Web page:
In particular, he found that stock prices tend to increase shortly after the grants.
He attributed most of this pattern to grant timing, whereby executives would be granted options before predicted price increases.
A 2004 NY Times article describes this case in greater detail (the article is available here), and so does a 2006 article in Tax Notes Magazine (available here).
In a 2004 CNBC interview, Remy Welling said that "this particular -- well, it's called a 30-day look-back plan, is even widespread in Silicon Valley and maybe throughout the country."The terms "spring loading" and "bullet dodging" refer to the practices of timing option grants to take place before expected good news or after expected bad news, respectively. This is what Professor Yermack hypothesized in his article discussed above, though he never used these terms.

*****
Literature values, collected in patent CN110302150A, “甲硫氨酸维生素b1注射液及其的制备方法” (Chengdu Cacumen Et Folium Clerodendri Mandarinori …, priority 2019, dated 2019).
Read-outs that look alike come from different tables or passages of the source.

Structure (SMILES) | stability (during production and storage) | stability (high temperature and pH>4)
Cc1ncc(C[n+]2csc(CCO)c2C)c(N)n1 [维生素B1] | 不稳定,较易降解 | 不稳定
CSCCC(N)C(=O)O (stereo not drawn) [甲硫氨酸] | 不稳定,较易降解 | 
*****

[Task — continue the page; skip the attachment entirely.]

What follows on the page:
Furthermore, the pre-and post-grant price pattern has intensified over time (see graph below).
By the end of the 1990s, the aggregate price pattern had become so pronounced that I thought there was more to the story than just grants being timed before corporate insiders predicted stock prices to increase.
For several years, Micrel allowed its employees to choose the lowest price for the stock within 30 days of receiving the options.
After these stock option terms came to the attention of the IRS in 2002, it worked out a secret deal with Micrel that would allow Micrel to escape million in taxes and required the IRS to keep quiet about the option terms.ESOs are usually granted at-the-money, i.e., the exercise price of the options is set to equal the market price of the underlying stock on the grant date.Because the option value is higher if the exercise price is lower, executives prefer to be granted options when the stock price is at its lowest.The Wall Street Journal (see discussion of article below) pointed out a CEO option grant dated October 1998.The number of shares subject to option was 250,000 and the exercise price was (the trough in the stock price graph below.) Given a year-end price of , the intrinsic value of the options at the end of the year was (-) x 250,000 = ,750,000.In comparison, had the options been granted at the year-end price when the decision to grant to options actually might have been made, the year-end intrinsic value would have been zero.